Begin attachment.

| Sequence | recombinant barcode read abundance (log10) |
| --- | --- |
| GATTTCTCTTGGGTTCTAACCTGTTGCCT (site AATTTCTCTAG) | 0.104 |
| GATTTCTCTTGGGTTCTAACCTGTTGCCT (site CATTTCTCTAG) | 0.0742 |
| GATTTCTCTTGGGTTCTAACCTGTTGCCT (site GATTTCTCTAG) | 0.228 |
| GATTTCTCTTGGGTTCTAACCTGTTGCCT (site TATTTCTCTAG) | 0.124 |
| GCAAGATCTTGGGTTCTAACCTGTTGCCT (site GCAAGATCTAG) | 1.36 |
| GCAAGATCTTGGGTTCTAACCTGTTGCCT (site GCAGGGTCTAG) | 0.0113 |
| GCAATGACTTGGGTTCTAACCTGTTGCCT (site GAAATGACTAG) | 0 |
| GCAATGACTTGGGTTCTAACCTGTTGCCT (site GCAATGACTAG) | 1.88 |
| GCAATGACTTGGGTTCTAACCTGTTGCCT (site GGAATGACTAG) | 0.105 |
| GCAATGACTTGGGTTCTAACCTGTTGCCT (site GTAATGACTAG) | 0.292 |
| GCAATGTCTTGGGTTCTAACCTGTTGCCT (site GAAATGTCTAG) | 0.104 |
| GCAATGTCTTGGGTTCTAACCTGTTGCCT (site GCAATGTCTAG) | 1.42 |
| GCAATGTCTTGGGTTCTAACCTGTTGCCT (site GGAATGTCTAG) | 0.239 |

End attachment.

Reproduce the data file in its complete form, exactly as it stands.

| Sequence | recombinant barcode read abundance (log10) |
| --- | --- |
| GATTTCTCTTGGGTTCTAACCTGTTGCCT (site AATTTCTCTAG) | 0.104 |
| GATTTCTCTTGGGTTCTAACCTGTTGCCT (site CATTTCTCTAG) | 0.0742 |
| GATTTCTCTTGGGTTCTAACCTGTTGCCT (site GATTTCTCTAG) | 0.228 |
| GATTTCTCTTGGGTTCTAACCTGTTGCCT (site TATTTCTCTAG) | 0.124 |
| GCAAGATCTTGGGTTCTAACCTGTTGCCT (site GCAAGATCTAG) | 1.36 |
| GCAAGATCTTGGGTTCTAACCTGTTGCCT (site GCAGGGTCTAG) | 0.0113 |
| GCAATGACTTGGGTTCTAACCTGTTGCCT (site GAAATGACTAG) | 0 |
| GCAATGACTTGGGTTCTAACCTGTTGCCT (site GCAATGACTAG) | 1.88 |
| GCAATGACTTGGGTTCTAACCTGTTGCCT (site GGAATGACTAG) | 0.105 |
| GCAATGACTTGGGTTCTAACCTGTTGCCT (site GTAATGACTAG) | 0.292 |
| GCAATGTCTTGGGTTCTAACCTGTTGCCT (site GAAATGTCTAG) | 0.104 |
| GCAATGTCTTGGGTTCTAACCTGTTGCCT (site GCAATGTCTAG) | 1.42 |
| GCAATGTCTTGGGTTCTAACCTGTTGCCT (site GGAATGTCTAG) | 0.239 |